Four attorneys represented plaintiff at various stages of the litigation. Jones has not submitted a brief in support of his petition, and it appears that he worked primarily on the original state court action and basically reviewed Sutter's work after Sutter became involved in the case. "Section 1988 does not limit fee awards to work performed after the complaint is filed, but allows recovery of fees for time spent beforehand investigating facts and researching the viability of potential legal claims." McDonald v. Armontrout, 860 F.2d 1456, 1452 (8th Cir. 1988). "[F]ees may be recovered for research or investigation done in connection with a related proceeding, to the extent it proved directly relevant to the successful prosecution of the later civil rights action." Id (internal quotations and citations omitted). Jones is entitled to a fee of $1000, which is compensation for five hours of work at $200.00 per hour. He is entitled to fees for work that was useful and advanced this litigation, but is not duplicative of work performed subsequently. See North Carolina Dep't of Transp. v. Crest St. Cmty. Council, Inc., 479 U.S. 6, 15 (1986) (discrete portion of work product from earlier proceedings that was both useful and necessary to advance civil rights litigation can be part of attorney's fees awarded). Jones is not entitled to compensation for many of the hours claimed, including time spent drafting the state court complaint and summons, and reviewing Sutter's work. Indeed, much of the time he claims duplicates the time claimed by Sutter. For example, Jones reviewed medical records, attended a deposition with Sutter, and reviewed court orders and motions filed by opposing counsel. Other than obtaining medical
records and arrest documents, and maintaining some contact with an essential witness, the work performed by Jones did not advance the litigation or was duplicative of work performed by other attorneys. Plaintiff is entitled to attorneys' fees of $40,300 as follows: 60 hours were reasonably expended at a rate of $250 per hour ($15,000); 120 hours were reasonably expended at a rate of $200 per hour ($24,000); and (3) 20 hours of paralegal time were reasonably expended at a rate $65 per hour ($1,300). Further, plaintiff is entitled to costs pursuant to the Harrill & Sutter petition in the amount of $7,130.20. Harrill & Sutter claims fees of $56,021 for 252.6 hours of work. The fees requested in the Sutter petition are difficult to assess because the petition does not specify which attorney performed which service. Further, although the time sheets provided list paralegal services, they do not separate those services from the services performed by the attorneys. Moreover, the number of hours provided must be disallowed as excessive. For example, counsel claims .30 hours for receiving a notice of appearance of counsel for defendants via ECF, .30 hours for receiving notice of appearance of another counsel, .30 for receipt of notice of filing of a motion, .40 hours to review a relatively simple order granting extension of discovery and dispositive motions deadlines and continuing the trial, 3.90 hours on July 25, 2007, to draft a one paragraph motion in limine which just cites Rule 403 and 1.0 hours to assemble the motion in limine and serve via ECF, .80 hours on August 17, 2007, to review a response to a motion in limine that is one page long and does not cite any cases, 3.0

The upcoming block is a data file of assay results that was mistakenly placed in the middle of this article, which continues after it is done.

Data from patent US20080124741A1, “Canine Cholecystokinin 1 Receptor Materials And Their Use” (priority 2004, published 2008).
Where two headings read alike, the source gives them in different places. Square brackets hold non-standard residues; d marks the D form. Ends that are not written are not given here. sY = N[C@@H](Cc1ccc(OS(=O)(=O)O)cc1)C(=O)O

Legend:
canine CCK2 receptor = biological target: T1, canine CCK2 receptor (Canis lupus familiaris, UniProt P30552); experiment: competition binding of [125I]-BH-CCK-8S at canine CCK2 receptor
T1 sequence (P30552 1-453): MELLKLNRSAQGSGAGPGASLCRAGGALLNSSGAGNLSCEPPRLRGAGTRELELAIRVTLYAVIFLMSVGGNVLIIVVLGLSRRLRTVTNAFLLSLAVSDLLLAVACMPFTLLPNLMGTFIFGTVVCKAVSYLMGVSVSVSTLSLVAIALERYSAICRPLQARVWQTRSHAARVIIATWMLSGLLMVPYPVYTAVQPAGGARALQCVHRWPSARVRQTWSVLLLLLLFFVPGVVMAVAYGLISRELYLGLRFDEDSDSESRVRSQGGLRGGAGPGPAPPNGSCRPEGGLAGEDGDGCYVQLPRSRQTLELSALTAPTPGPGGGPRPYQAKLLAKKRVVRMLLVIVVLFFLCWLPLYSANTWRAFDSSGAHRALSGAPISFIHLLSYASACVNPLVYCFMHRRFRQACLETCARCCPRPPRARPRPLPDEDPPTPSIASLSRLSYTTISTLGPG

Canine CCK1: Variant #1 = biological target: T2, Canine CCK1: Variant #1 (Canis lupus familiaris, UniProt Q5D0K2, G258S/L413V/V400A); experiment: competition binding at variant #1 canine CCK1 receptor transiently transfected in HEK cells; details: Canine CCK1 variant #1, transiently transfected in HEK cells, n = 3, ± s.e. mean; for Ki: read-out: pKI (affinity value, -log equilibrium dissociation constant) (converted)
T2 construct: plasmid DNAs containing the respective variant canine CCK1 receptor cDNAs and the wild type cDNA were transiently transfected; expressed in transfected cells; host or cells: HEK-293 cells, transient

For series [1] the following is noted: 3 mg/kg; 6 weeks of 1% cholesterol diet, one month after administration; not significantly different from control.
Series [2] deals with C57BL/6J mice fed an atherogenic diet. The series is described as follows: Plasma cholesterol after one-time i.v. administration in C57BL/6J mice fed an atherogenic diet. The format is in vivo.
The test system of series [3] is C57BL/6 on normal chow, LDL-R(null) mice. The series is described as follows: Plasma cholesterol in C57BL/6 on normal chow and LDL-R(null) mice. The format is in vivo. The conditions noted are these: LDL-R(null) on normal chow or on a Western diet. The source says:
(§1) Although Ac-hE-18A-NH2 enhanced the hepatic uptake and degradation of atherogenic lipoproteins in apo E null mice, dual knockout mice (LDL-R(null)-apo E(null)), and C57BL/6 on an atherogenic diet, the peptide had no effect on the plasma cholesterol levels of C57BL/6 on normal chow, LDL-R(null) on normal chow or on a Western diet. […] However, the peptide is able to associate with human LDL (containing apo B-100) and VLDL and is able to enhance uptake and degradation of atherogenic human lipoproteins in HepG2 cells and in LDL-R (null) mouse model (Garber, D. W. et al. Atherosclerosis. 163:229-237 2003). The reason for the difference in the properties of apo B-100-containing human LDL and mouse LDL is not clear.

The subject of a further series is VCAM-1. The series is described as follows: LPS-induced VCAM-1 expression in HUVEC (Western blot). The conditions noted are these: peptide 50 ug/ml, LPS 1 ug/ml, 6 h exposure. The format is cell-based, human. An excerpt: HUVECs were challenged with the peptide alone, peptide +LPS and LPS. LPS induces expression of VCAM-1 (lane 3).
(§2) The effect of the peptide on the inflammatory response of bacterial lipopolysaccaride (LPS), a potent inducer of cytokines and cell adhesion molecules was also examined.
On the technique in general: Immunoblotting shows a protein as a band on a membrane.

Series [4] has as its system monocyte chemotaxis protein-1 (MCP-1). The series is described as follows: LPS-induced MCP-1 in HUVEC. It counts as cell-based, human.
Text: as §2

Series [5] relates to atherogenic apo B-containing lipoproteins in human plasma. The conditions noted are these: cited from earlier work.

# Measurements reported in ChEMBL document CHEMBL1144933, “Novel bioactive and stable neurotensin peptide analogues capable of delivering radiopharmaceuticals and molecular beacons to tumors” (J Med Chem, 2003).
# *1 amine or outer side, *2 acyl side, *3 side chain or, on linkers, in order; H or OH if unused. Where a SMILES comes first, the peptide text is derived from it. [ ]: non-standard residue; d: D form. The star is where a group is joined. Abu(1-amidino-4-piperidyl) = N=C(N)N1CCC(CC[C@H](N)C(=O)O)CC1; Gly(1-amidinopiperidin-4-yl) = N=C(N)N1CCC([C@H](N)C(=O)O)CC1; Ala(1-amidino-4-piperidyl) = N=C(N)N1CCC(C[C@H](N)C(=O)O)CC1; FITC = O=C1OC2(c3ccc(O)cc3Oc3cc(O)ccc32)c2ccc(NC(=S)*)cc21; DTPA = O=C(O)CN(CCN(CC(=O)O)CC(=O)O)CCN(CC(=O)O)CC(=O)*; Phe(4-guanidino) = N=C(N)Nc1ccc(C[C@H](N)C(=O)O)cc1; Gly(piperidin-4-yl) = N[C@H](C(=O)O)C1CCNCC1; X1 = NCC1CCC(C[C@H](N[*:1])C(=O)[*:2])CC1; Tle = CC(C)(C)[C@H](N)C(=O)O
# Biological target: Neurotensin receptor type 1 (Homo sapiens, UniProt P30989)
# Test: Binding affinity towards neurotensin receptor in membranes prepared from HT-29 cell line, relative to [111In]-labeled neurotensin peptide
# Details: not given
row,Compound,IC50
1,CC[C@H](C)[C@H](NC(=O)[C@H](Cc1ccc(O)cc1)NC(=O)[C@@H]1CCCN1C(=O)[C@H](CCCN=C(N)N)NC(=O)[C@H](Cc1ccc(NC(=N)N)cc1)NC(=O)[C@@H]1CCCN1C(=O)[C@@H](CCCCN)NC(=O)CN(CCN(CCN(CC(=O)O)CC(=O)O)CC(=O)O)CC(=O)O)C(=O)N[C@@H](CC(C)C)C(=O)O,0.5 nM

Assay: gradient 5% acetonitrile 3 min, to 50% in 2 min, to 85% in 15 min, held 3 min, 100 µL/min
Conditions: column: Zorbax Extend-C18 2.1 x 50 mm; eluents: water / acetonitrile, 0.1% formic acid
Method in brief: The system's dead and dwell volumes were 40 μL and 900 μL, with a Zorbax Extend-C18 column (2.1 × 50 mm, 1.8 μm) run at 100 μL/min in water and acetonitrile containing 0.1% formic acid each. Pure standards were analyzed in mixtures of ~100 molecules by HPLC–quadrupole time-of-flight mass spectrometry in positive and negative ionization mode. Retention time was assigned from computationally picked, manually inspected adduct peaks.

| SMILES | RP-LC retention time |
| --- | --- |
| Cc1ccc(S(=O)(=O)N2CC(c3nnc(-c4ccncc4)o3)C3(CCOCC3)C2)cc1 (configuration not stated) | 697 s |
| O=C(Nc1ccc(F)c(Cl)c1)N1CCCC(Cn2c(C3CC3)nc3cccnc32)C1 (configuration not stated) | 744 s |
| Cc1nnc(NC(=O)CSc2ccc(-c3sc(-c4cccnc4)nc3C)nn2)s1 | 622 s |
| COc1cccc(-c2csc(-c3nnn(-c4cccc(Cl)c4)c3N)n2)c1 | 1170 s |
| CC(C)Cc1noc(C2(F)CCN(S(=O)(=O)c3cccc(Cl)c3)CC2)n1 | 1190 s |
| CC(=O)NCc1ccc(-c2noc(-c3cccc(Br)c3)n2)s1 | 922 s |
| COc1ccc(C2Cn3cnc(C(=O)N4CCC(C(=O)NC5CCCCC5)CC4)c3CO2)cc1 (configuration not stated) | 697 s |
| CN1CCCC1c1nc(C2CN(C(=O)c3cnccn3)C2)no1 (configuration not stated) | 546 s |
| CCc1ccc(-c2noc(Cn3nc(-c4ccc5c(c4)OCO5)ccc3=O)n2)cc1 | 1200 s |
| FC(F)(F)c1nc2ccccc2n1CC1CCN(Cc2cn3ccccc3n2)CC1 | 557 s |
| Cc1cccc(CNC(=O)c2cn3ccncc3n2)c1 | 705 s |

hours on September 7, 2007, for receiving documents from Lawrence County, .30 hours on October 26, 2007, for receiving and reviewing a one paragraph order granting plaintiffs' motion in limine, and .30 hours on October 15, 2008, for receipt of a USPS notice of change of address; As defendant notes, the issues in the case were not particularly difficult, and should not have taken a great deal of time given counsel's familiarity and experience with civil rights claims. See affidavits of L. Oneal Sutter, Christopher Gomlicker, and Lucien Gillham, Doc. No. 128. Accordingly, the applications for attorneys' fees and costs [Doc. Nos. 128 and 130] are granted in part and denied in part. Plaintiff is awarded attorneys' fees in the amount of $41,300 and costs in the amount of $7,130.20. IT IS SO ORDERED this 2nd day of July, 2009.
_________________________________ UNITED STATES DISTRICT JUDGE